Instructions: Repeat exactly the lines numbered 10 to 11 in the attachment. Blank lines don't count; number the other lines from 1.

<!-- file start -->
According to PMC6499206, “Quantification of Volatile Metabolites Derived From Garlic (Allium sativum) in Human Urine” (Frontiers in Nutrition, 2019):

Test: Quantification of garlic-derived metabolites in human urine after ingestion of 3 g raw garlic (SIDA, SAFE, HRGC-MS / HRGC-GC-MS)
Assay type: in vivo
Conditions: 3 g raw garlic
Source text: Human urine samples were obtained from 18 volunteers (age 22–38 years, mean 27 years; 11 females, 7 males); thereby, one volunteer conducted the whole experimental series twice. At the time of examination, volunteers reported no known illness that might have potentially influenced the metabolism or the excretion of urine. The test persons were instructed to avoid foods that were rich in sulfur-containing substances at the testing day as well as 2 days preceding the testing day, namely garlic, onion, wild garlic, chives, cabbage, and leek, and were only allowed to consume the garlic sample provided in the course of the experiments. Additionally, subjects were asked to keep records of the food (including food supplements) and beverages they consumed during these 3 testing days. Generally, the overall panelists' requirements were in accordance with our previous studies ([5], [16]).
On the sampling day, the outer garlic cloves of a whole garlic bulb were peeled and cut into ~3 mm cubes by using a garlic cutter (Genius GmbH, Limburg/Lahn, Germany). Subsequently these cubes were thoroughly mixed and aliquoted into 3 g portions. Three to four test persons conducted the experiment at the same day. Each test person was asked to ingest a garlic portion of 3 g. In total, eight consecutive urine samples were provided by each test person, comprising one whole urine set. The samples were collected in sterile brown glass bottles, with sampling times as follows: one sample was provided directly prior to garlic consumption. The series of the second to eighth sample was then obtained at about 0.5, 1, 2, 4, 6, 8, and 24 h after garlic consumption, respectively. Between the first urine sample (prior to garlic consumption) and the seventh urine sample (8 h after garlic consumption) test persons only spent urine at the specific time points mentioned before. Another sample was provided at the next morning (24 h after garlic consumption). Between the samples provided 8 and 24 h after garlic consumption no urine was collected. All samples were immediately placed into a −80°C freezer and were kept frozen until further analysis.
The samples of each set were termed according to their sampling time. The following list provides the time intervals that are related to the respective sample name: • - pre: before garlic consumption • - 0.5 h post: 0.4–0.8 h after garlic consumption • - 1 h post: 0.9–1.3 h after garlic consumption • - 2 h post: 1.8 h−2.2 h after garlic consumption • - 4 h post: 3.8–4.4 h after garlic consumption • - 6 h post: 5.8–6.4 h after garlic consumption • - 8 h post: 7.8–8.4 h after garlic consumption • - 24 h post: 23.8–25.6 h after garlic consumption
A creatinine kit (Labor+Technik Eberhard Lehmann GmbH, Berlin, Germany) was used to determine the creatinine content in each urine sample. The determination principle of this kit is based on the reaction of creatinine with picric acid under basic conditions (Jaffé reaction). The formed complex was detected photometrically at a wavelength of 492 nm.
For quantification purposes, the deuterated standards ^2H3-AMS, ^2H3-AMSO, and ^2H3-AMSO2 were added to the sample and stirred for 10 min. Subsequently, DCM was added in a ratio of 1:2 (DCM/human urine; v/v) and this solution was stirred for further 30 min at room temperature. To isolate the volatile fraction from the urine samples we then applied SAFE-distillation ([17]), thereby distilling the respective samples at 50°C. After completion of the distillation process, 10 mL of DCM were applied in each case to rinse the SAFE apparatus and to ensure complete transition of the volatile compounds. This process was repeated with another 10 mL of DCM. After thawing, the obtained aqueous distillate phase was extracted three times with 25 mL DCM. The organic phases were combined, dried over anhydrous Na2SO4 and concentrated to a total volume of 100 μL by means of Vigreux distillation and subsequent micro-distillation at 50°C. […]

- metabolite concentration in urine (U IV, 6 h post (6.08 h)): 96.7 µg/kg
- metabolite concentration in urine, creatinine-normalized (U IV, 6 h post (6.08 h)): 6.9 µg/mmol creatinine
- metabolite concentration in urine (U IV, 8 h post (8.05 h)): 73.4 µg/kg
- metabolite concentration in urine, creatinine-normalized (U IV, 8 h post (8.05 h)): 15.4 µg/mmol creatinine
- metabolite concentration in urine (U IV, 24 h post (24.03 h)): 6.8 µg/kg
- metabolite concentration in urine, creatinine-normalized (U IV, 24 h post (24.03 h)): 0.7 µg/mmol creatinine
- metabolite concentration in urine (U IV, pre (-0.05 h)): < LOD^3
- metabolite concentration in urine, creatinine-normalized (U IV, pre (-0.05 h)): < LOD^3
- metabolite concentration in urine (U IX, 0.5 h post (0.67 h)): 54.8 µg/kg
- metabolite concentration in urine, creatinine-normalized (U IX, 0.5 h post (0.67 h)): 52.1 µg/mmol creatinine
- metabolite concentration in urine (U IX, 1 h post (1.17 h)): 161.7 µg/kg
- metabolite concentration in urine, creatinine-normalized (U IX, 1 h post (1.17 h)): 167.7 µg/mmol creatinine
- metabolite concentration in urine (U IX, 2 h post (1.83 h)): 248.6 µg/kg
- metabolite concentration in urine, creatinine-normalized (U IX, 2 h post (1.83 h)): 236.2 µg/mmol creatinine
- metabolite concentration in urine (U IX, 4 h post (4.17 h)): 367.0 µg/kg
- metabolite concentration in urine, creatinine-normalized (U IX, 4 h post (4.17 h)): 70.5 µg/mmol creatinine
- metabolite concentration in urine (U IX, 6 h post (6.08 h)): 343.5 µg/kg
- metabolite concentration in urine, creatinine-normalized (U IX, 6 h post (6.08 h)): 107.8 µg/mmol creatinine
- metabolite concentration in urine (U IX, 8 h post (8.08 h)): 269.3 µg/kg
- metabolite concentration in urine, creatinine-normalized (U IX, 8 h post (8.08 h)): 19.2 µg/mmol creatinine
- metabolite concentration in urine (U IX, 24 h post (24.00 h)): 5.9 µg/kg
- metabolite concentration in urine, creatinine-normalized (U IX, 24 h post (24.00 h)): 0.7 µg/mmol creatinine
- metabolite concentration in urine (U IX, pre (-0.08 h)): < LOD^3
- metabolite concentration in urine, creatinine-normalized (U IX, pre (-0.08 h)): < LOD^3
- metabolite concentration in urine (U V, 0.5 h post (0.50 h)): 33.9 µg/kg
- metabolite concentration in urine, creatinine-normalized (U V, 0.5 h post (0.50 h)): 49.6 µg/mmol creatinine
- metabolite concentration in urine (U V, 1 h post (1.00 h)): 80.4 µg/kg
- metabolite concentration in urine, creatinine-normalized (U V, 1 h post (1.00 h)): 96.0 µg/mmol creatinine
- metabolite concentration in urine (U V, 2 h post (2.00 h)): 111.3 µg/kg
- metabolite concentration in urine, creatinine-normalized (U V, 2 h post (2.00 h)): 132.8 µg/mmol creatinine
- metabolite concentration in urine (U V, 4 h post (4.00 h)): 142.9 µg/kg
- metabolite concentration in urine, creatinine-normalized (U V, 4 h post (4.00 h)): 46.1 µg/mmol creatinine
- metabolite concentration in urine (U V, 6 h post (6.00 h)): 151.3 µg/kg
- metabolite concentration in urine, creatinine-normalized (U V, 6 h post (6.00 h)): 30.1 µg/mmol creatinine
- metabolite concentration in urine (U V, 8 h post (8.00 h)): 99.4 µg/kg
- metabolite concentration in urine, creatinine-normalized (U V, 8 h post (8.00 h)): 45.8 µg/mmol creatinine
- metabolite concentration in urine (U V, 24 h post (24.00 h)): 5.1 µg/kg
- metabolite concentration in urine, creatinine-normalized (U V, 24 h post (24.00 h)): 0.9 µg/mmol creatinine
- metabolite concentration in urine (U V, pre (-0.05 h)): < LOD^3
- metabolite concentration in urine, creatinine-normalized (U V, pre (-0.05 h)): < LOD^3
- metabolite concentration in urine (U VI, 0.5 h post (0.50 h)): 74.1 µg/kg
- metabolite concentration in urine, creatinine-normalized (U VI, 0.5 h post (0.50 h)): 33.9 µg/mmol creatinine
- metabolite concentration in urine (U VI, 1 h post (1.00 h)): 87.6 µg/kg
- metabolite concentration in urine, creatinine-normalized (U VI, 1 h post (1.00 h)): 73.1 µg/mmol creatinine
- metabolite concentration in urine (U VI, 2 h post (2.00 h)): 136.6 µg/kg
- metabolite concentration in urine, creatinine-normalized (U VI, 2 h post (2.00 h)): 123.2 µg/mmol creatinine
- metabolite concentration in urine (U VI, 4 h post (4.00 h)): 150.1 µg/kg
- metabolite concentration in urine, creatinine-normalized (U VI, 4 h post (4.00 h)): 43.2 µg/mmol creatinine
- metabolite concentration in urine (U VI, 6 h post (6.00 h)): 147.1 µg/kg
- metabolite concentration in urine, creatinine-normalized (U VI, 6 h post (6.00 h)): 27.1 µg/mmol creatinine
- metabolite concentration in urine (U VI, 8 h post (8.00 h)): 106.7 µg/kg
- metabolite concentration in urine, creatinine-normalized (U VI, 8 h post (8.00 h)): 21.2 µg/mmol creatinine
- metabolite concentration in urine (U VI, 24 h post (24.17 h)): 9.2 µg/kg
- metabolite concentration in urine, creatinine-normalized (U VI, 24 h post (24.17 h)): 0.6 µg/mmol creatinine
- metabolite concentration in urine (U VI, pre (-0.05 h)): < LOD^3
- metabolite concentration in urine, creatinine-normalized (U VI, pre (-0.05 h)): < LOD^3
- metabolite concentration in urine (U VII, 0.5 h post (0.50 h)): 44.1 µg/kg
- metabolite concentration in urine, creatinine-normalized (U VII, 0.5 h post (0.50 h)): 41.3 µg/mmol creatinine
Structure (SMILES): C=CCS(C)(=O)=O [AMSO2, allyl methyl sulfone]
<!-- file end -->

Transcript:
- metabolite concentration in urine (U IV, 6 h post (6.08 h)): 96.7 µg/kg
- metabolite concentration in urine, creatinine-normalized (U IV, 6 h post (6.08 h)): 6.9 µg/mmol creatinine